The success that the Marxists have enjoyed via convincing everyone to discuss things using their terms, under their framework? A large part of why they’ve been so damn successful in brainwashing people down the years. He set up a straw man that few have bothered to address, because his fantasy of how an economy works has become the default because everyone adopted his terminology.

    Don’t use it.

  • Paul Marks

    Kirk – good point Sir.

    As for the modern system – it is truly odd to call it “capitalism” as there is little “capital” little Real Savings (the actual sacrifice of consumption).

    “Credit Bubble ism” would be the best name for the present system – and Karl Marx did not really consider it, as (in his day) Credit Money banker bubbles were froth (poisonous froth – but still froth) on top of a basically sound economic system – these days the Credit Bubble is-the-system.

  • Kirk


    I think that the whole of every economic system is basically legerdemain, a willing suspension of disbelief. How else might it be that some paper with pictures on it might be accepted in change for some cereal crop that was laboriously raised and harvested?

    How is it that great stone circles that you can’t even move, let alone pocket, are money on some South Seas islands, happily exchanged between people?

    The essential and irreplaceable necessity for any system of economics is a medium of exchange that everyone participating in it agrees is worth exchanging. Doesn’t matter what it is, either… It’s merely the physical representation of the article of faith required. In the end, all gold and diamonds are would be some shiny rocks, of no particular industrial value. All of the “value” we invest in those things exists in one place, and one place only: The minds of the beholders. Say that someone shows up in our solar system, one day: They look at us as though we were quite mad, because of our fascination with the shiny; they have gold and diamonds, too, but use them only for their physical properties. To them, the really valuable things in our solar system would be the minds and efforts of our admittedly loony species. There’s really not much else they’d bother with; all the other resources are available elsewhere, so the things they’d likely be interested in would be our art, our entertainments, and that’s about it. Maybe some of our agricultural products, if they were compatible with them, because “flavor”.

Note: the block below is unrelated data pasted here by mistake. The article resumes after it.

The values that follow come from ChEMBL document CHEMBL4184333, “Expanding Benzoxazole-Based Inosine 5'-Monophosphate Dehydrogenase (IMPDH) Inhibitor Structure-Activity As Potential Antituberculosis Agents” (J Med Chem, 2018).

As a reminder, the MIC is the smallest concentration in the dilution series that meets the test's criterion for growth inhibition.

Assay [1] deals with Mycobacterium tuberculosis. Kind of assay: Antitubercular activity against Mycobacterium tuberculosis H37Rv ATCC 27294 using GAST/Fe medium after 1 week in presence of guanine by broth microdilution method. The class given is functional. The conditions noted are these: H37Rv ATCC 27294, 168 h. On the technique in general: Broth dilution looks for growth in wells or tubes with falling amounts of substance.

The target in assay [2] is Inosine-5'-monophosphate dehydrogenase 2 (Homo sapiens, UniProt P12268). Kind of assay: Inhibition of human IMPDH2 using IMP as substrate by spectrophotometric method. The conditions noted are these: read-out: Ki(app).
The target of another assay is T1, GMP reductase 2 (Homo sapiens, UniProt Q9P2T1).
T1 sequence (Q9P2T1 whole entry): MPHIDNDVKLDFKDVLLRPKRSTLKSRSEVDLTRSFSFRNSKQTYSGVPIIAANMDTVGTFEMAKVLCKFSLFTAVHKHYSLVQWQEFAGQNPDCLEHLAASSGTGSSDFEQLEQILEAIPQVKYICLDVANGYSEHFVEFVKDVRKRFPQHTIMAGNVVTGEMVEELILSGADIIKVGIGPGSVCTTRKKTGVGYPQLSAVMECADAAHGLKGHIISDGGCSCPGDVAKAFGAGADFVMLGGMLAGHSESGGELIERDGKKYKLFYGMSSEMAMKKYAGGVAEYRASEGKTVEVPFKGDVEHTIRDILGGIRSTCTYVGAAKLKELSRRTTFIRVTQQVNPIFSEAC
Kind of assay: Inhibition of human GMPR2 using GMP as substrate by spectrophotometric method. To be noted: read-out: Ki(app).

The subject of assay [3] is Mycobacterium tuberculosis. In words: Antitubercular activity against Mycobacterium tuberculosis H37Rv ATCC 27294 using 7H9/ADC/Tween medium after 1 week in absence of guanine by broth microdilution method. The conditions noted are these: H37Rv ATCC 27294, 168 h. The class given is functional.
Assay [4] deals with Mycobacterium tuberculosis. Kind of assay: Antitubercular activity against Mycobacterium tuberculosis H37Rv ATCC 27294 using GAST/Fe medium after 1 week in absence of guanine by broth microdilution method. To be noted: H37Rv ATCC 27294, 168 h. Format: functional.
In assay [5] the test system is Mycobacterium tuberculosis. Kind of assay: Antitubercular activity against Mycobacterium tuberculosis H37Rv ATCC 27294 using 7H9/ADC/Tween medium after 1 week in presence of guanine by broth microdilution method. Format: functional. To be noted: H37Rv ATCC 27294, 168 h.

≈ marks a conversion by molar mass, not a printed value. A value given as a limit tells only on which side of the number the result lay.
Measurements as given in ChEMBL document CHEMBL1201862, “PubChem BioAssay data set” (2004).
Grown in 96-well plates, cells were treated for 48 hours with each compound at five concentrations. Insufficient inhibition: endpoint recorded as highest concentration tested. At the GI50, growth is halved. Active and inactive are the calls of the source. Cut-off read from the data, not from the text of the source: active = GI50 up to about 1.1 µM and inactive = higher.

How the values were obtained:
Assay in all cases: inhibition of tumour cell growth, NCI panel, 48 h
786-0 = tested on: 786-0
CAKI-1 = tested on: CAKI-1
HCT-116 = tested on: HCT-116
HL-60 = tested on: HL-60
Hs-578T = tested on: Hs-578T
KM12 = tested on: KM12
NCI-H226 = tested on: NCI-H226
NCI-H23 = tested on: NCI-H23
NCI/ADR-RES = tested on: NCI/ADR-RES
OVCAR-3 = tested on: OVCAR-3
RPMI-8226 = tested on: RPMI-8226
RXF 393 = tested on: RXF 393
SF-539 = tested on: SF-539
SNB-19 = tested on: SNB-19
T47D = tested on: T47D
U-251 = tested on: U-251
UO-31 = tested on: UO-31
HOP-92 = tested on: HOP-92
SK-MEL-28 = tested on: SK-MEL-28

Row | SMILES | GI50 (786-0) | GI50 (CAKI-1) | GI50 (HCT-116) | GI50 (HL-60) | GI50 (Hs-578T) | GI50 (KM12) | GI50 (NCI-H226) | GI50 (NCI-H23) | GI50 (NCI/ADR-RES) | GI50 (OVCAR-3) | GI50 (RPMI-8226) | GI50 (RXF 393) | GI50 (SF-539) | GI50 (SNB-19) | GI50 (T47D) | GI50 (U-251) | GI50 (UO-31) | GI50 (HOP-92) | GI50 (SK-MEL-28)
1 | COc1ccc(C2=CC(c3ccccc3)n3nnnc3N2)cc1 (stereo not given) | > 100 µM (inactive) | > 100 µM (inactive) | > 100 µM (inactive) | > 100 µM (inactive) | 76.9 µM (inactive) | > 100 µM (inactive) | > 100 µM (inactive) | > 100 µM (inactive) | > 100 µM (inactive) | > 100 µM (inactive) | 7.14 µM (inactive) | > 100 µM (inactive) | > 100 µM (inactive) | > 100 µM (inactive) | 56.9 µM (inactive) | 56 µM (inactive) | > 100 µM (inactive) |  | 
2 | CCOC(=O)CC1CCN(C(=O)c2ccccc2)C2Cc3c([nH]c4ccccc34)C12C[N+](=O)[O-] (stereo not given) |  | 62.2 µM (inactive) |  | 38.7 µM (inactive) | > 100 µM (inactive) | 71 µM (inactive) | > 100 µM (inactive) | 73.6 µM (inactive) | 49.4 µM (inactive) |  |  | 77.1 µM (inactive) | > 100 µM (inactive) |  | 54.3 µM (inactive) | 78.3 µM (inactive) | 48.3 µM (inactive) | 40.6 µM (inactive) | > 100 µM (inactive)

Any economy exists only in the minds of the participants. The fallacies of socialism and all the other like -isms is that they very rapidly lose their luster under the corrosive impact of human nature. You could, were you working with ants, happily manage a truly socialist economy. So long as you are dealing with what Terry Pratchett referred to as “the rising ape and falling angel” of our sadly flawed species? Fuhgeddaboudit. Ain’t happening. They’ll corrupt your ideal socialist paradise, jack it up on blocks, and steal the tires before you realize what is happening. That’s precisely what happened in the Soviet Union, and every other attempt at the egalitarian ideal we’ve tried. Marx should have brought his ass to the US and tried establishing his ideas in some utopian community like Oneida; he’d have shortly lost his delusions about people and their virtues.

    Sorta the same way I did, managing soldiers and their living spaces. Trust me on this: You want a microcosmic view of why socialism doesn’t work with real humans? Try running a floor in a barracks with gang-style latrines. You’ll lose all your illusions about the nobility of man, in very short order. People only do that which is in their interest, and rarely do they do “what is right” without severe prompting. You only have to observe the average shopping-cart situation in your average grocery store, in a “disadvantaged” community. The disadvantage actually exists only in the minds of the feral inhabitants, but… Still. If the carts aren’t returned? You can do the math from there. I learned to use that rule of thumb whenever I was moved to a new assignment in the military, and it never failed me. If the local arseholes aren’t bothering to put their carts up, after taking the results of their foraging in the local markets to their cars? Do not, I pray you, move to any neighborhood near that locale.